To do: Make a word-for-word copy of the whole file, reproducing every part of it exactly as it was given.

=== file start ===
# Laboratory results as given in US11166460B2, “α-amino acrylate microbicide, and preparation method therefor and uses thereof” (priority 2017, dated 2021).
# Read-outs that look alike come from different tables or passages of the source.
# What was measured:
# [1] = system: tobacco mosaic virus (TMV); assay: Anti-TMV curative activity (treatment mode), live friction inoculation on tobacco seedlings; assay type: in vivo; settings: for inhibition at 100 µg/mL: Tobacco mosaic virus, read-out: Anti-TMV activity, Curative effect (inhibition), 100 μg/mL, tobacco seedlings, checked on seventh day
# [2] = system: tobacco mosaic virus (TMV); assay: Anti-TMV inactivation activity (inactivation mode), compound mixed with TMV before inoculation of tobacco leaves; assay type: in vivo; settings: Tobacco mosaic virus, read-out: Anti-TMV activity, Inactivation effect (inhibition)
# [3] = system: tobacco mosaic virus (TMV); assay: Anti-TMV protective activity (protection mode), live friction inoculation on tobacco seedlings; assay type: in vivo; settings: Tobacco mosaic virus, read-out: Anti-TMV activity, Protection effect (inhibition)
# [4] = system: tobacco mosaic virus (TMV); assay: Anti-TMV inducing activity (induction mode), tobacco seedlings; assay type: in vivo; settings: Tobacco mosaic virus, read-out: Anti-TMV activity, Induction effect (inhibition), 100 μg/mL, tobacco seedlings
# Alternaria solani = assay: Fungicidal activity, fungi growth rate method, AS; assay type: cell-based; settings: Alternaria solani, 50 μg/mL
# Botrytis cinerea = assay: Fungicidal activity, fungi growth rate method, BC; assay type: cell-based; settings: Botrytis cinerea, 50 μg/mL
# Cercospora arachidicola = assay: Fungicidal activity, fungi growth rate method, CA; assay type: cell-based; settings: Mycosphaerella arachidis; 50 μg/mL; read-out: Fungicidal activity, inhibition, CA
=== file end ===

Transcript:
# Laboratory results as given in US11166460B2, “α-amino acrylate microbicide, and preparation method therefor and uses thereof” (priority 2017, dated 2021).
# Read-outs that look alike come from different tables or passages of the source.
# What was measured:
# [1] = system: tobacco mosaic virus (TMV); assay: Anti-TMV curative activity (treatment mode), live friction inoculation on tobacco seedlings; assay type: in vivo; settings: for inhibition at 100 µg/mL: Tobacco mosaic virus, read-out: Anti-TMV activity, Curative effect (inhibition), 100 μg/mL, tobacco seedlings, checked on seventh day
# [2] = system: tobacco mosaic virus (TMV); assay: Anti-TMV inactivation activity (inactivation mode), compound mixed with TMV before inoculation of tobacco leaves; assay type: in vivo; settings: Tobacco mosaic virus, read-out: Anti-TMV activity, Inactivation effect (inhibition)
# [3] = system: tobacco mosaic virus (TMV); assay: Anti-TMV protective activity (protection mode), live friction inoculation on tobacco seedlings; assay type: in vivo; settings: Tobacco mosaic virus, read-out: Anti-TMV activity, Protection effect (inhibition)
# [4] = system: tobacco mosaic virus (TMV); assay: Anti-TMV inducing activity (induction mode), tobacco seedlings; assay type: in vivo; settings: Tobacco mosaic virus, read-out: Anti-TMV activity, Induction effect (inhibition), 100 μg/mL, tobacco seedlings
# Alternaria solani = assay: Fungicidal activity, fungi growth rate method, AS; assay type: cell-based; settings: Alternaria solani, 50 μg/mL
# Botrytis cinerea = assay: Fungicidal activity, fungi growth rate method, BC; assay type: cell-based; settings: Botrytis cinerea, 50 μg/mL
# Cercospora arachidicola = assay: Fungicidal activity, fungi growth rate method, CA; assay type: cell-based; settings: Mycosphaerella arachidis; 50 μg/mL; read-out: Fungicidal activity, inhibition, CA